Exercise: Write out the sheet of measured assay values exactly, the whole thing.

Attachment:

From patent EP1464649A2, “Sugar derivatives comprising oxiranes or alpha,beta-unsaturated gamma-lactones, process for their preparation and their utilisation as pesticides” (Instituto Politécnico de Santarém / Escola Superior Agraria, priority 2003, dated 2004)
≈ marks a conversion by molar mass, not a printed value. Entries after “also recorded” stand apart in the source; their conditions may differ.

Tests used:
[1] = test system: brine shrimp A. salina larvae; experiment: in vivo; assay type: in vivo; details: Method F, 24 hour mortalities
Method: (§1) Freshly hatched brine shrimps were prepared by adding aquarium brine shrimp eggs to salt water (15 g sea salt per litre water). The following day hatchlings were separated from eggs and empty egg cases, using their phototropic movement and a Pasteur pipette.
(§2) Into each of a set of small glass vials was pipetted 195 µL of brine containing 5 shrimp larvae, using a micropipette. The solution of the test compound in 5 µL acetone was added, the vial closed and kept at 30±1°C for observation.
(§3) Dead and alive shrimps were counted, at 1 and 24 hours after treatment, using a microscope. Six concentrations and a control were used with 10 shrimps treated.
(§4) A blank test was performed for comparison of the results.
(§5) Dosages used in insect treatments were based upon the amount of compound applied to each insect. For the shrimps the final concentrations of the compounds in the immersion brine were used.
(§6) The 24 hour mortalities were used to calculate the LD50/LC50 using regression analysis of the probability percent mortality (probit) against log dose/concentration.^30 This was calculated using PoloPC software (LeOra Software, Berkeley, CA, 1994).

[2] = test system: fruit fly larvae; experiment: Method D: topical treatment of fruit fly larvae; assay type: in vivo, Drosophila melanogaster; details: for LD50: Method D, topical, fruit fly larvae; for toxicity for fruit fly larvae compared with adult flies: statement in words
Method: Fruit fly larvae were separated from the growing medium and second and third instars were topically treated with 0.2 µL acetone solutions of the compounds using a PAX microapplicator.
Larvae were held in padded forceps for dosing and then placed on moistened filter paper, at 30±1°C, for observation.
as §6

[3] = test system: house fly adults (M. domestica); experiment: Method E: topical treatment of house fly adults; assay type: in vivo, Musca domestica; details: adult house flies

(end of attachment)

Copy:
From patent EP1464649A2, “Sugar derivatives comprising oxiranes or alpha,beta-unsaturated gamma-lactones, process for their preparation and their utilisation as pesticides” (Instituto Politécnico de Santarém / Escola Superior Agraria, priority 2003, dated 2004)
≈ marks a conversion by molar mass, not a printed value. Entries after “also recorded” stand apart in the source; their conditions may differ.

Tests used:
[1] = test system: brine shrimp A. salina larvae; experiment: in vivo; assay type: in vivo; details: Method F, 24 hour mortalities
Method: (§1) Freshly hatched brine shrimps were prepared by adding aquarium brine shrimp eggs to salt water (15 g sea salt per litre water). The following day hatchlings were separated from eggs and empty egg cases, using their phototropic movement and a Pasteur pipette.
(§2) Into each of a set of small glass vials was pipetted 195 µL of brine containing 5 shrimp larvae, using a micropipette. The solution of the test compound in 5 µL acetone was added, the vial closed and kept at 30±1°C for observation.
(§3) Dead and alive shrimps were counted, at 1 and 24 hours after treatment, using a microscope. Six concentrations and a control were used with 10 shrimps treated.
(§4) A blank test was performed for comparison of the results.
(§5) Dosages used in insect treatments were based upon the amount of compound applied to each insect. For the shrimps the final concentrations of the compounds in the immersion brine were used.
(§6) The 24 hour mortalities were used to calculate the LD50/LC50 using regression analysis of the probability percent mortality (probit) against log dose/concentration.^30 This was calculated using PoloPC software (LeOra Software, Berkeley, CA, 1994).

[2] = test system: fruit fly larvae; experiment: Method D: topical treatment of fruit fly larvae; assay type: in vivo, Drosophila melanogaster; details: for LD50: Method D, topical, fruit fly larvae; for toxicity for fruit fly larvae compared with adult flies: statement in words
Method: Fruit fly larvae were separated from the growing medium and second and third instars were topically treated with 0.2 µL acetone solutions of the compounds using a PAX microapplicator.
Larvae were held in padded forceps for dosing and then placed on moistened filter paper, at 30±1°C, for observation.
as §6

[3] = test system: house fly adults (M. domestica); experiment: Method E: topical treatment of house fly adults; assay type: in vivo, Musca domestica; details: adult house flies